The Queen Charlotte Islands, Canada, lie at the northern extreme of the coastal upwelling system of the eastern North Pacific Ocean (51-54°N). In this study, the first observations of spatial and inter-annual patterns in nutrient inventories, chlorophyll (Chl) a and phytoplankton assemblages are reported and related to oceanographic conditions in near-shore waters of the island archipelago. Stronger and more persistent upwelling in 2002 coincided with higher nutrient and Chl a standing stocks compared to 2001 and a higher proportion of diatoms. Dinoflagellates were more prevalent in 2001, including several potentially harmful species. At sub-seasonal scales, Chl a concentrations were greatest during downwelling conditions and smallest during upwelling conditions. On the west coast, weak water column stratification, high relative proportions of diatoms and large nutrient inventories accompanied upwelling-favourable conditions, whereas on the east coast, there was no direct relationship between the Bakun Upwelling Index and water column stability. According to redundancy analysis, variability in species composition was best explained by sea surface temperature, the depth of the euphotic zone and nutrient inventories. The east coast supported blooms of coccolithophores within protected bays, confirming previous satellite observations that showed bright patches in these areas. The data illustrate that moderate upwelling can have an important influence on near-shore algal standing stocks and species composition at the northern extreme of the upwelling system off the west coast of North America, and that topographical complexity may be important for the development of phytoplankton blooms.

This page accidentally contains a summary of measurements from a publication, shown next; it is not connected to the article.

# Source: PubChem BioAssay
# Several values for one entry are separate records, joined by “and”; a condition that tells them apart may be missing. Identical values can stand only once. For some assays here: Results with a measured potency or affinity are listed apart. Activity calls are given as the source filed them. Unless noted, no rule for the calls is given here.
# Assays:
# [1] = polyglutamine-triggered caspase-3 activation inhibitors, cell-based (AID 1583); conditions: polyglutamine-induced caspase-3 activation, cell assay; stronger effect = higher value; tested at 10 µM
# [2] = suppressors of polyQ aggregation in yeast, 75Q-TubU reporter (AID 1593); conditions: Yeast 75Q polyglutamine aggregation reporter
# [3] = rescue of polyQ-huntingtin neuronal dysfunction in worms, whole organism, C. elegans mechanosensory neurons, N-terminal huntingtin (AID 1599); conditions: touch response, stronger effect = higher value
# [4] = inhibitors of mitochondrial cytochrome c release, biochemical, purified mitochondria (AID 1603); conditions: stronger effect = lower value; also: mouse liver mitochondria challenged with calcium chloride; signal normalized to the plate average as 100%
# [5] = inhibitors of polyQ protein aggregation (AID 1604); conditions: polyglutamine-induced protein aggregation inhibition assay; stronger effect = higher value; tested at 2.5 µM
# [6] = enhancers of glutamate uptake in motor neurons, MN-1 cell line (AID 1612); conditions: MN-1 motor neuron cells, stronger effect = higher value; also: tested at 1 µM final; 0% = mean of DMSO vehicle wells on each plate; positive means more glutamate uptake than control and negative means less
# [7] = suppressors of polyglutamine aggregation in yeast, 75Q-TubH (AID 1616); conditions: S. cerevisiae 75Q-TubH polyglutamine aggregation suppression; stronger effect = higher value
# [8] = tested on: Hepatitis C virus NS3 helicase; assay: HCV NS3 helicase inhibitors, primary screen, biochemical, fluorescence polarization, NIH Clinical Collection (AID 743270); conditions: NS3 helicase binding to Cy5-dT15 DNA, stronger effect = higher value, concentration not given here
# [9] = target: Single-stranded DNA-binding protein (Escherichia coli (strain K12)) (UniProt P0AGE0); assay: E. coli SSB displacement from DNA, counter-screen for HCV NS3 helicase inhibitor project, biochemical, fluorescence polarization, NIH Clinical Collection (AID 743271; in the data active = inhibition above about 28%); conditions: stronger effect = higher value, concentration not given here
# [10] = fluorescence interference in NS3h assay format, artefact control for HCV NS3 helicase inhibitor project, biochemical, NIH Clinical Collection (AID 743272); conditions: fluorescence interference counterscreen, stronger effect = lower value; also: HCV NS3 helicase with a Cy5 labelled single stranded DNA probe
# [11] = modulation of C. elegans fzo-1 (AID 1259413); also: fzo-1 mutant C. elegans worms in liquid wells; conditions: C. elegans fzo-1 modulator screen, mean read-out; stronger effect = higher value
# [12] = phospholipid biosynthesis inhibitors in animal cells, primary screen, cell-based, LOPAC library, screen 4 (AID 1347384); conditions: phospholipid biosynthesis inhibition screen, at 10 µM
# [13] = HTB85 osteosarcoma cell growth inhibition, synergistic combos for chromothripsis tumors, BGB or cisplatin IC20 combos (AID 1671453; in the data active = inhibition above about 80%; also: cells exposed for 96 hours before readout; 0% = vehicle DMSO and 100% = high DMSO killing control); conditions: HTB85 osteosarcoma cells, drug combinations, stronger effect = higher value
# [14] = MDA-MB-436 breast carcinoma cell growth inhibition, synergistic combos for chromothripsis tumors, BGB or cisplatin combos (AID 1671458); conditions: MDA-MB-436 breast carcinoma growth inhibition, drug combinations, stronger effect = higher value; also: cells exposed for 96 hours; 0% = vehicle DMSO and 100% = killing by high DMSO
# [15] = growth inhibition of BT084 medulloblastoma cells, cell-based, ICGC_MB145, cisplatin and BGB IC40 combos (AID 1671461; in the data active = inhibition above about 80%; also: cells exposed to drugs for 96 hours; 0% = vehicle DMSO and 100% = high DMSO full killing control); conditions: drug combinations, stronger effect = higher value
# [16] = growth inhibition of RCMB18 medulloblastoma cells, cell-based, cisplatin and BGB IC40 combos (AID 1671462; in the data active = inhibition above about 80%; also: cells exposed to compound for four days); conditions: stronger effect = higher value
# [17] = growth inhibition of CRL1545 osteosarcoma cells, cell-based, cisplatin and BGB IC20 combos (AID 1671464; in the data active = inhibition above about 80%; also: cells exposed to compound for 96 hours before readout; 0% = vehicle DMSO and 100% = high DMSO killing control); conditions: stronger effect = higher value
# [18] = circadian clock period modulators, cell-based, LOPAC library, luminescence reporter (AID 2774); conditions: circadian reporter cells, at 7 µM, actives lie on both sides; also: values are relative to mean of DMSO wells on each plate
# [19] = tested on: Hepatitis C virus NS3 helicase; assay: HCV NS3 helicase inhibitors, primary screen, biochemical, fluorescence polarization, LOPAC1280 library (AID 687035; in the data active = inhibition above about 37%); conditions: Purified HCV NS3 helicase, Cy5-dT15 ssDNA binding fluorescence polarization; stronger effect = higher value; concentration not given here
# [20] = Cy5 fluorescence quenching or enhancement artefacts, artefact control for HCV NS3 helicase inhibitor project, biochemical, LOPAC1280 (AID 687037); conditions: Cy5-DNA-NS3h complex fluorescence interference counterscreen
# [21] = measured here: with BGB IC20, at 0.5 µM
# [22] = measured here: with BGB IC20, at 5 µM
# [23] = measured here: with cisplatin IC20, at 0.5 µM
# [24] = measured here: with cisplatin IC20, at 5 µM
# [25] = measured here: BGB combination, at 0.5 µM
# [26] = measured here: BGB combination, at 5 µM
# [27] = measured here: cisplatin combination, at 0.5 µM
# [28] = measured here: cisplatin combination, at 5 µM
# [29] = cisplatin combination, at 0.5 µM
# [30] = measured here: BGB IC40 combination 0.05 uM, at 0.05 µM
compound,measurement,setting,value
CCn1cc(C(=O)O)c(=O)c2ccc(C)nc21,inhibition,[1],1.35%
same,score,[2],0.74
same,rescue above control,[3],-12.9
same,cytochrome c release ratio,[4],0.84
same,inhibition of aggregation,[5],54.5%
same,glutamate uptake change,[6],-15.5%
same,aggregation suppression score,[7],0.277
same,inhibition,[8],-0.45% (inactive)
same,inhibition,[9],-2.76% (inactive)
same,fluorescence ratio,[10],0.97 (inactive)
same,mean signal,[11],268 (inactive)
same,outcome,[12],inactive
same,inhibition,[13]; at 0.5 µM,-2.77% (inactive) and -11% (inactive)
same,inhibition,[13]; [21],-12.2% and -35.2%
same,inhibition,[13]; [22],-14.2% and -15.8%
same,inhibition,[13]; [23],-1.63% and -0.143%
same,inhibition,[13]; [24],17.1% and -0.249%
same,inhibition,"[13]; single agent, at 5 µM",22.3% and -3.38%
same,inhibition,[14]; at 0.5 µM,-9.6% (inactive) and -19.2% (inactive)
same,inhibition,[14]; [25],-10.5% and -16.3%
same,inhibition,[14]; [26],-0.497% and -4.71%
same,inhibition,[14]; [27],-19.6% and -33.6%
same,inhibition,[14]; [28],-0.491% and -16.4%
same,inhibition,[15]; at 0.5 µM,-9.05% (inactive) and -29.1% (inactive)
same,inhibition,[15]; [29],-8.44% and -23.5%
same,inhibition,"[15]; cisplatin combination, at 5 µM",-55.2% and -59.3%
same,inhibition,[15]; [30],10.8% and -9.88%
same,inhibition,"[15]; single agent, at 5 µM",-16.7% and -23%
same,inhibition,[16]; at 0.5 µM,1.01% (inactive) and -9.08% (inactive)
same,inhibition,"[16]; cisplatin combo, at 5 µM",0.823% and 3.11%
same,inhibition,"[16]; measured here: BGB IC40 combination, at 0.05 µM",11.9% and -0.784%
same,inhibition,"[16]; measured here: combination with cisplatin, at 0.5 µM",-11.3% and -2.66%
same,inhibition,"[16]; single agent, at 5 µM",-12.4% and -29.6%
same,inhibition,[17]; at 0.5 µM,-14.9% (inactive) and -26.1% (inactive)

ASJC Scopus subject areas
- Ecology, Evolution, Behavior and Systematics
- Aquatic Science